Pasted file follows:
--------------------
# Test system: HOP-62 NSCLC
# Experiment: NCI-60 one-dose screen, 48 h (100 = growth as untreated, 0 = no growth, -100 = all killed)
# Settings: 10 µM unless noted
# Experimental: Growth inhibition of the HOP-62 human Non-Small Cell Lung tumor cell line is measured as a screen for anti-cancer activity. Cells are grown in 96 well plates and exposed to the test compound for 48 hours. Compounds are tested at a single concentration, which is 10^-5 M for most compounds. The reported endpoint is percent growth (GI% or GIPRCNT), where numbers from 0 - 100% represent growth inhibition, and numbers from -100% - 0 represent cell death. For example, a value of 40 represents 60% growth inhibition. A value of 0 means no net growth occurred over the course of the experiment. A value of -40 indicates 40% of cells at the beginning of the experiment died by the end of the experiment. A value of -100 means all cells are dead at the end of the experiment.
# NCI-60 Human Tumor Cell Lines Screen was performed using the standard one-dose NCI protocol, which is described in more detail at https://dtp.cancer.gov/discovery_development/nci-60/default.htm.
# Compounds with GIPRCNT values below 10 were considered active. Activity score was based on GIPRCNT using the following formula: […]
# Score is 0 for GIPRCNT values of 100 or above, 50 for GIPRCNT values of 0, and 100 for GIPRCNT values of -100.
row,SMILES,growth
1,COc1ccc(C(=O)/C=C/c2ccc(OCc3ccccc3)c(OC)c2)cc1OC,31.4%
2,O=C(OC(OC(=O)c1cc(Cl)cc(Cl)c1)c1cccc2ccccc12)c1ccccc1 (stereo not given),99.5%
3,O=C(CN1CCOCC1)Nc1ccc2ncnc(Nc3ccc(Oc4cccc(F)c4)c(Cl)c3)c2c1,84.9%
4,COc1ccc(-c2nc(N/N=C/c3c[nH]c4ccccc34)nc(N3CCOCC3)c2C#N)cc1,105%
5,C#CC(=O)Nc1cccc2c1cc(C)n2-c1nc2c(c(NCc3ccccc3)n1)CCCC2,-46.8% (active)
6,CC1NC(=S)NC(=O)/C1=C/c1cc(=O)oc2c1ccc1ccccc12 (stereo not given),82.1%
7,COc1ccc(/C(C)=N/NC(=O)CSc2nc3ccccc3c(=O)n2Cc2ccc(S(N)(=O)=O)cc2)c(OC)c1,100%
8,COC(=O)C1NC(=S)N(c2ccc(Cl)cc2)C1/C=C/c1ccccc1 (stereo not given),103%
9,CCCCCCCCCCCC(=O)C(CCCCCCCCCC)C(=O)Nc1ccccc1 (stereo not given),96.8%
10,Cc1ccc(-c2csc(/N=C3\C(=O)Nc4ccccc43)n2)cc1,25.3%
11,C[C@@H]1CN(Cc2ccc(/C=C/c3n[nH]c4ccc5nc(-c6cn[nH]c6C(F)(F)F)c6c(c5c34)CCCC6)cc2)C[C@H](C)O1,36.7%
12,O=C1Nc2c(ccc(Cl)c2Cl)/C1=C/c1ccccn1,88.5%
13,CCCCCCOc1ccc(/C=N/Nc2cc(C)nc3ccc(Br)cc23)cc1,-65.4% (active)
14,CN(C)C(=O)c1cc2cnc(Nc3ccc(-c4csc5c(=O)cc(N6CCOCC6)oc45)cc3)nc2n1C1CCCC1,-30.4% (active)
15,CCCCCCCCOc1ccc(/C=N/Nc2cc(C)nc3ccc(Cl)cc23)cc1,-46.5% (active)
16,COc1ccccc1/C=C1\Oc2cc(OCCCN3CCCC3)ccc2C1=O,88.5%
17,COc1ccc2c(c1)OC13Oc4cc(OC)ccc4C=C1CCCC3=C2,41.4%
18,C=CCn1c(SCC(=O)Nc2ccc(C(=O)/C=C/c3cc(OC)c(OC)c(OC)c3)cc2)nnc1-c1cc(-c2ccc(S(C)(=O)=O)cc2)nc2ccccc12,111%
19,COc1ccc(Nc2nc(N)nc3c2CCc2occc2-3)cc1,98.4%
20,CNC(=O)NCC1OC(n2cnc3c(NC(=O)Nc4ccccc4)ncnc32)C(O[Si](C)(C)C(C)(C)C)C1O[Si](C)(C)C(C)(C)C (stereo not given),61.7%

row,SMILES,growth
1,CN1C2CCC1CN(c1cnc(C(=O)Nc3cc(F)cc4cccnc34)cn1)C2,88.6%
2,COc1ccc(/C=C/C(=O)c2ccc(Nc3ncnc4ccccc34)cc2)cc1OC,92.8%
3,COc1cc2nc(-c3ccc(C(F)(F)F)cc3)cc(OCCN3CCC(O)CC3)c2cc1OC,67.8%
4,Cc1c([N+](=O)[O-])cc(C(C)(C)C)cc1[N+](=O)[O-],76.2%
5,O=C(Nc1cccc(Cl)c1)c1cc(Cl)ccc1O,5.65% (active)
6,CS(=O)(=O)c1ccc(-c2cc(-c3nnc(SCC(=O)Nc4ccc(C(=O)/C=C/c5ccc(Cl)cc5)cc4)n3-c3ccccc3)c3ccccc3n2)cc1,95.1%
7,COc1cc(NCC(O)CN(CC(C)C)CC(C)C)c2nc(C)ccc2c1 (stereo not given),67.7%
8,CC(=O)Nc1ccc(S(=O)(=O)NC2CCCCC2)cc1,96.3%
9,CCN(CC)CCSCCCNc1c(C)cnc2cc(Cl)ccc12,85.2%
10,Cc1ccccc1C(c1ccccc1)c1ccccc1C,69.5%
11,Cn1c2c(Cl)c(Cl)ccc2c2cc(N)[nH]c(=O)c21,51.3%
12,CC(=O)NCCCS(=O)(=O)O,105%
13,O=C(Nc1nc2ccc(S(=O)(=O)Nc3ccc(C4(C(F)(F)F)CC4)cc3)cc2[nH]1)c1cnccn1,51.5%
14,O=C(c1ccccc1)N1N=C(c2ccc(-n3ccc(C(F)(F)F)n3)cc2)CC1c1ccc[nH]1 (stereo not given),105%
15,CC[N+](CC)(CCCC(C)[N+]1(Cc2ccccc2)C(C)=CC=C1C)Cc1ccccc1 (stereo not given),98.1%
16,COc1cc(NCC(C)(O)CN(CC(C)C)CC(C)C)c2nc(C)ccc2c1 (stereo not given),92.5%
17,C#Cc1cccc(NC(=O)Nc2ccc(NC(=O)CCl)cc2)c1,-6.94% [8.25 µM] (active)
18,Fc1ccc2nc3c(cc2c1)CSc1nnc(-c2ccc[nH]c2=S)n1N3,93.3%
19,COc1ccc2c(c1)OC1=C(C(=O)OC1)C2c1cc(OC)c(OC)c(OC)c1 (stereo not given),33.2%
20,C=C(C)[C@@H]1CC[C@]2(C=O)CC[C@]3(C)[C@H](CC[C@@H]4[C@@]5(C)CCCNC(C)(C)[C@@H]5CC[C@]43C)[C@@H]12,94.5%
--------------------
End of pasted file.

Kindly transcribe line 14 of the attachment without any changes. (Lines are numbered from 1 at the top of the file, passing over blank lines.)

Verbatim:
6,CC1NC(=S)NC(=O)/C1=C/c1cc(=O)oc2c1ccc1ccccc12 (stereo not given),82.1%